The linear economy model foresees an unlimited use of resources and without considering the impact of human activities involves:

  • acceleration of phenomena such as the loss of biodiversity and entire ecosystems;
  • pollution;
  • increase in natural resources not supported by increased biocapacity;
  • greater volatility and higher prices for raw materials and natural resources.

In the circular economy model, companies, to cope with the risks outlined above, change the current business to make their activities less and less dependent on natural resources and raw materials. The production processes and the materials used must be assimilated to the natural elements and therefore be able to regenerate.

The current production reality is still far from the "closure of the cycle", or rather from the ability to regenerate, recover and recycle everything that would be discarded. Using cascading resources means using the waste of a product as a new input to create productivity and income.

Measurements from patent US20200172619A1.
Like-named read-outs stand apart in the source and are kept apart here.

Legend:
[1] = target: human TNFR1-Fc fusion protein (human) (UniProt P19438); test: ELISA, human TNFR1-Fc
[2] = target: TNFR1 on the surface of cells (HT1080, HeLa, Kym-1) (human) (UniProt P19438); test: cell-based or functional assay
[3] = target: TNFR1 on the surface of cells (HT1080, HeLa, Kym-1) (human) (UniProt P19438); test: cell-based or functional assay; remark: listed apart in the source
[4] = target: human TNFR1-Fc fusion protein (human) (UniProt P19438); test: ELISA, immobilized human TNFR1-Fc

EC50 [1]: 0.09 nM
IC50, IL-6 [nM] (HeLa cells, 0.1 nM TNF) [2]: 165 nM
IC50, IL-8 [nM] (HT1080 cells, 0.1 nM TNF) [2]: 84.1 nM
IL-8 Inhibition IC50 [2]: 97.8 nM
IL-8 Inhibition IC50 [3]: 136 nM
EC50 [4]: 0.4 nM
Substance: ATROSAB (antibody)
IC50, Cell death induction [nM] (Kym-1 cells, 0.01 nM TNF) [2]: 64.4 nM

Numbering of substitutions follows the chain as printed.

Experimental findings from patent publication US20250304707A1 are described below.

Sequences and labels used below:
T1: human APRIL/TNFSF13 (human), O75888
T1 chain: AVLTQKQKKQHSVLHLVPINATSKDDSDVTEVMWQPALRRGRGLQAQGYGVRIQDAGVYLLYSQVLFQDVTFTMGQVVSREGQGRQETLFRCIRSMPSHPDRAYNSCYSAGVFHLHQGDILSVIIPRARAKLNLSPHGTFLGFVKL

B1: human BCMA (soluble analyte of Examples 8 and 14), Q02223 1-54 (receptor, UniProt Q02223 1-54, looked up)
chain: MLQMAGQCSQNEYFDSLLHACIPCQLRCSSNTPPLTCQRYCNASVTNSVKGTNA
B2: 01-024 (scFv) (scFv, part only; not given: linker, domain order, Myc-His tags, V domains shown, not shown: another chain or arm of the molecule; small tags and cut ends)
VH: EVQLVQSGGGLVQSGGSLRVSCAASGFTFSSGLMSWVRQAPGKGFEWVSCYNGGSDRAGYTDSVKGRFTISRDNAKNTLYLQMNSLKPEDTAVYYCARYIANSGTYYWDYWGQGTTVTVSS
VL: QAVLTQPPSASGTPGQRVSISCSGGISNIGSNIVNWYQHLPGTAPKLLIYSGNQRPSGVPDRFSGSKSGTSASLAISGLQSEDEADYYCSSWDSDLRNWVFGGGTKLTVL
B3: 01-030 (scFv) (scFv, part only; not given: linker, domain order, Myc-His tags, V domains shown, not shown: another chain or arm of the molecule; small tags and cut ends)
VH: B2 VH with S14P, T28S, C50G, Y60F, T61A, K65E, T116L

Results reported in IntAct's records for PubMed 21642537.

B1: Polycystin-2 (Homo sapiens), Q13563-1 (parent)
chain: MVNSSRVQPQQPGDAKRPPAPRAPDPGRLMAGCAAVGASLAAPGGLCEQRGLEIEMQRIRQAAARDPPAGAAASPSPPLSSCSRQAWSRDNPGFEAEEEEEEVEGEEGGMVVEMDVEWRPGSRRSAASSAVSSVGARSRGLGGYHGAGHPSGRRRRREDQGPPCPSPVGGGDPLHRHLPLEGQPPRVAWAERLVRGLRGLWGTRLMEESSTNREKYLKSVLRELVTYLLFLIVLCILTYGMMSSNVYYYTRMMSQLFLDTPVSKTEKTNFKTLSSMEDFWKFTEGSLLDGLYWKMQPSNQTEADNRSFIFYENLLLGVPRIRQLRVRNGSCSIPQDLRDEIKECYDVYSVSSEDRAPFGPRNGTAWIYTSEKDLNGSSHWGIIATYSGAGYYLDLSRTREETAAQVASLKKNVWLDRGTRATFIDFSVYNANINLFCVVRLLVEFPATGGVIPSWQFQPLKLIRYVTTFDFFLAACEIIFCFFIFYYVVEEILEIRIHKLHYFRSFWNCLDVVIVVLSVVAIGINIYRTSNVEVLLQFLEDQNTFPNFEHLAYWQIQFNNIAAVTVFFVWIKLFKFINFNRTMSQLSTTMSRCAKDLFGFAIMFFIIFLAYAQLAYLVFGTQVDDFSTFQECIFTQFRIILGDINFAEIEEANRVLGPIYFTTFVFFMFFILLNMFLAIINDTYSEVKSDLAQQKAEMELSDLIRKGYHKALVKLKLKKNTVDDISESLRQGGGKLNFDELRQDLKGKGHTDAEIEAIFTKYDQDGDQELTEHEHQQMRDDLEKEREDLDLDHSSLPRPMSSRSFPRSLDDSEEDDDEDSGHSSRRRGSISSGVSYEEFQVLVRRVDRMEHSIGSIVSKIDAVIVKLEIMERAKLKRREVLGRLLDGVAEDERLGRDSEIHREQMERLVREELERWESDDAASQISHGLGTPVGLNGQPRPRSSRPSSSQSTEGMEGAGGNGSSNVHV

Value creation can be achieved by using the material in successive cycles belonging to completely different industrial sectors.Through the construction of a network of interoperable organizations it is possible to ensure that the gap of one can become the input of the other with an optimization of the flows, whether they are matter or energy.
In order to put the principles of the circular economy into practice in the organizations, the British Standard published in May 2017 the first official standard, recognized internationally, for the circular economy called BS 8001.

ICE Toolkit

Decision Support Toolkits

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GTI Certified Processes


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